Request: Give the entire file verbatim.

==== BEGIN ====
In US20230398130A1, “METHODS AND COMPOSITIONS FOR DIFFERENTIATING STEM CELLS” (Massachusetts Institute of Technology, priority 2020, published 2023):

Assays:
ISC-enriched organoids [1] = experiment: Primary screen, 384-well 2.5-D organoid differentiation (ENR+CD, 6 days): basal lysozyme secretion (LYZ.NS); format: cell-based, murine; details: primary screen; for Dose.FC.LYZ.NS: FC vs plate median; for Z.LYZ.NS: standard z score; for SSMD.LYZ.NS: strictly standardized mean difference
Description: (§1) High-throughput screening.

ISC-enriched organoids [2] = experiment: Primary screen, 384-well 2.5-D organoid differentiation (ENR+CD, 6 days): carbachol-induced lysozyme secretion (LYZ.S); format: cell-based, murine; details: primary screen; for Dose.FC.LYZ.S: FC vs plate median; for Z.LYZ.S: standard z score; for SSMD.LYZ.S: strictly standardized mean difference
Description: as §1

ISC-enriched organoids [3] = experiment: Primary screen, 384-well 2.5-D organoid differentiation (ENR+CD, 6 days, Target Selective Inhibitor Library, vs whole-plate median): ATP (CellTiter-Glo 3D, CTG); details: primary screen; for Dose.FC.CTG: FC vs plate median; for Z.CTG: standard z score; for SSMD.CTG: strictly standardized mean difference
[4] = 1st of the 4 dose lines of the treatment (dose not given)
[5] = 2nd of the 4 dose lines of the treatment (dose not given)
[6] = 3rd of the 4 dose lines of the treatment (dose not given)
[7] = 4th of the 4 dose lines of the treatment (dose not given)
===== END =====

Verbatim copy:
In US20230398130A1, “METHODS AND COMPOSITIONS FOR DIFFERENTIATING STEM CELLS” (Massachusetts Institute of Technology, priority 2020, published 2023):

Assays:
ISC-enriched organoids [1] = experiment: Primary screen, 384-well 2.5-D organoid differentiation (ENR+CD, 6 days): basal lysozyme secretion (LYZ.NS); format: cell-based, murine; details: primary screen; for Dose.FC.LYZ.NS: FC vs plate median; for Z.LYZ.NS: standard z score; for SSMD.LYZ.NS: strictly standardized mean difference
Description: (§1) High-throughput screening.

ISC-enriched organoids [2] = experiment: Primary screen, 384-well 2.5-D organoid differentiation (ENR+CD, 6 days): carbachol-induced lysozyme secretion (LYZ.S); format: cell-based, murine; details: primary screen; for Dose.FC.LYZ.S: FC vs plate median; for Z.LYZ.S: standard z score; for SSMD.LYZ.S: strictly standardized mean difference
Description: as §1

ISC-enriched organoids [3] = experiment: Primary screen, 384-well 2.5-D organoid differentiation (ENR+CD, 6 days, Target Selective Inhibitor Library, vs whole-plate median): ATP (CellTiter-Glo 3D, CTG); details: primary screen; for Dose.FC.CTG: FC vs plate median; for Z.CTG: standard z score; for SSMD.CTG: strictly standardized mean difference
[4] = 1st of the 4 dose lines of the treatment (dose not given)
[5] = 2nd of the 4 dose lines of the treatment (dose not given)
[6] = 3rd of the 4 dose lines of the treatment (dose not given)
[7] = 4th of the 4 dose lines of the treatment (dose not given)